Malcolm’s Counterpoint


Another excellent blogpost over at workessence (, telling the story of Malcolm and his Workoid, inspired me to write this by way of counterpoint. I’ve given mine a Planet of the Apes-style denouement. Funnily enough, Charlton Heston’s character in the original movie has the surname Taylor…

Malcolm slid aside the glass door and stepped out onto the verandah that ran the length of his single-storey, wooden home overlooking the lake. Beyond the still, mist-shrouded waters he could see the towering peaks of the Torres del Paine national park silhouetted against the vivid blue sky over Patagonia with the CommWeb above it just visible in the lower atmosphere. A light winked on his handheld device. At a slight gesture, the screen came to life, displaying a message from the man his grandfather might have referred to as his “boss”. As was usual, this morning’s communique was congratulating him on a job well done and thanking him for his contribution to the success of the Collective. A deep sense of satisfaction welled inside him. Since The Awakening that resulted after The People had finally thrown off the shackles of the hated Taylorist machinery he was free to work how and when he chose and the CommWeb had made it possible to do so anywhere he wished.

Like a new dawn, the spread of social media and universal connectivity had shown The People that everyone truly could realize their full potential. Thinking, writing, and sharing had become accepted for and by all. A true human voice was ultimately heard ringing out across the ailing planet and the Great Ice Storm had forced a radical change. Governments and corporations had ceased to have any relevance and with power now resting with each individual, the democratization of work as a force for collective good had replaced the status quo. Communication and connectivity were now as much a part of the fabric of the world as it’s mending ecosystems.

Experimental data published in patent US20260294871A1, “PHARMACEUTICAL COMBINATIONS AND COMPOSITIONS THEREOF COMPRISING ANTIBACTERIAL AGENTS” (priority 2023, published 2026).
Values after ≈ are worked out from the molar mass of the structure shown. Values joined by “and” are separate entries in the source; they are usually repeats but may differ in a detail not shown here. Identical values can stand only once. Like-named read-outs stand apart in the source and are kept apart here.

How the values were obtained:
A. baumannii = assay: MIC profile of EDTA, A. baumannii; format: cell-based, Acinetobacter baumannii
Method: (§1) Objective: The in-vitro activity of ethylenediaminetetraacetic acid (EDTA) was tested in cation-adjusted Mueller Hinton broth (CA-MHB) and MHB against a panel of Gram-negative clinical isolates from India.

With the CommWeb uplink enabled he was able to hear The Voice and make his contribution. Slipping on his headset, he walked down to water’s edge and let the cool water wash over his bare feet, effervescing almost. The dark days were behind them all now.

This freedom made it possible for him, for all of us, to work. He spoke a universal language that broke down barriers, removing the need for status. He was motivated purely by knowing that each and every contribution was valued. His health and well-being were of vital importance to the Collective and the regular unConferences allowed him to co-mingle in free-flowing interactions that were simply not possible under the old systems with their quaint Gormenghast-like protocols and hierarchies. Conflict and disagreement were still possible but, with everyone aware of the value they brought by their efforts and given everything they needed to succeed, there had been no reported instances since 2037.

Malcolm’s existence, living in harmony with the world made him happy. A contented smile spread across his countenance and his dog, Ford, nuzzled against his leg and he affectionately pressed its shaggy flank. Work was no longer something simply to be borne. He turned, and tripped on something buried in the shallow soil. He knelt and brushed aside the shale, revealing the corner of a rotting ping pong table.


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